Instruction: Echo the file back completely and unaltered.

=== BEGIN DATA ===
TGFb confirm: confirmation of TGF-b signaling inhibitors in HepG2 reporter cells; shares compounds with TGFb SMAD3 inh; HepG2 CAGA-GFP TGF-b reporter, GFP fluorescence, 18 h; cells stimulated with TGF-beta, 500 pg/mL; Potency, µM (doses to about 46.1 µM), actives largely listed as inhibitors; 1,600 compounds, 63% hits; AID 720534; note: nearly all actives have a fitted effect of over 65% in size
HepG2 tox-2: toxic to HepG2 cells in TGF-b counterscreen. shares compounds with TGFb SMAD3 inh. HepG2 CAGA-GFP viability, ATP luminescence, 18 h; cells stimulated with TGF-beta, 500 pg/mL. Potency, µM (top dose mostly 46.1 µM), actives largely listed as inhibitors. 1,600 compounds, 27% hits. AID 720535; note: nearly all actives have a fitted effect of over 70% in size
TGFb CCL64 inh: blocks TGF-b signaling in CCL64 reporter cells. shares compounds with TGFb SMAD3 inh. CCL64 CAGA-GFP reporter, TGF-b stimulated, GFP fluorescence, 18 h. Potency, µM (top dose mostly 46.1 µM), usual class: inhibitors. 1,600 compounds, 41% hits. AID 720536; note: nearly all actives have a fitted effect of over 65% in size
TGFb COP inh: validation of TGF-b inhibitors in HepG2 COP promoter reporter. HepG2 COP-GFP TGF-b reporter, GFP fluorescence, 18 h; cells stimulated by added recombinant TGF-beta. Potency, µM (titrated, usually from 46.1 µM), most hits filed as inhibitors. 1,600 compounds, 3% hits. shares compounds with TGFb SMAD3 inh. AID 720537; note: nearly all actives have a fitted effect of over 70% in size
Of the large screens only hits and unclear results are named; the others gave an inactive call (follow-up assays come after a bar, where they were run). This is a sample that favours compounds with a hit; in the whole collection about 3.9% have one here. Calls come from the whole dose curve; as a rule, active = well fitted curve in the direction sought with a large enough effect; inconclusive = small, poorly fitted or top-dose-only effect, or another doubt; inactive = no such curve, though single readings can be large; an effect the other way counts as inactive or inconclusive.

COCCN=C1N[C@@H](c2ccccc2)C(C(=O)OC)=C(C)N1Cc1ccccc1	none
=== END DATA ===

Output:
TGFb confirm: confirmation of TGF-b signaling inhibitors in HepG2 reporter cells; shares compounds with TGFb SMAD3 inh; HepG2 CAGA-GFP TGF-b reporter, GFP fluorescence, 18 h; cells stimulated with TGF-beta, 500 pg/mL; Potency, µM (doses to about 46.1 µM), actives largely listed as inhibitors; 1,600 compounds, 63% hits; AID 720534; note: nearly all actives have a fitted effect of over 65% in size
HepG2 tox-2: toxic to HepG2 cells in TGF-b counterscreen. shares compounds with TGFb SMAD3 inh. HepG2 CAGA-GFP viability, ATP luminescence, 18 h; cells stimulated with TGF-beta, 500 pg/mL. Potency, µM (top dose mostly 46.1 µM), actives largely listed as inhibitors. 1,600 compounds, 27% hits. AID 720535; note: nearly all actives have a fitted effect of over 70% in size
TGFb CCL64 inh: blocks TGF-b signaling in CCL64 reporter cells. shares compounds with TGFb SMAD3 inh. CCL64 CAGA-GFP reporter, TGF-b stimulated, GFP fluorescence, 18 h. Potency, µM (top dose mostly 46.1 µM), usual class: inhibitors. 1,600 compounds, 41% hits. AID 720536; note: nearly all actives have a fitted effect of over 65% in size
TGFb COP inh: validation of TGF-b inhibitors in HepG2 COP promoter reporter. HepG2 COP-GFP TGF-b reporter, GFP fluorescence, 18 h; cells stimulated by added recombinant TGF-beta. Potency, µM (titrated, usually from 46.1 µM), most hits filed as inhibitors. 1,600 compounds, 3% hits. shares compounds with TGFb SMAD3 inh. AID 720537; note: nearly all actives have a fitted effect of over 70% in size
Of the large screens only hits and unclear results are named; the others gave an inactive call (follow-up assays come after a bar, where they were run). This is a sample that favours compounds with a hit; in the whole collection about 3.9% have one here. Calls come from the whole dose curve; as a rule, active = well fitted curve in the direction sought with a large enough effect; inconclusive = small, poorly fitted or top-dose-only effect, or another doubt; inactive = no such curve, though single readings can be large; an effect the other way counts as inactive or inconclusive.

COCCN=C1N[C@@H](c2ccccc2)C(C(=O)OC)=C(C)N1Cc1ccccc1	none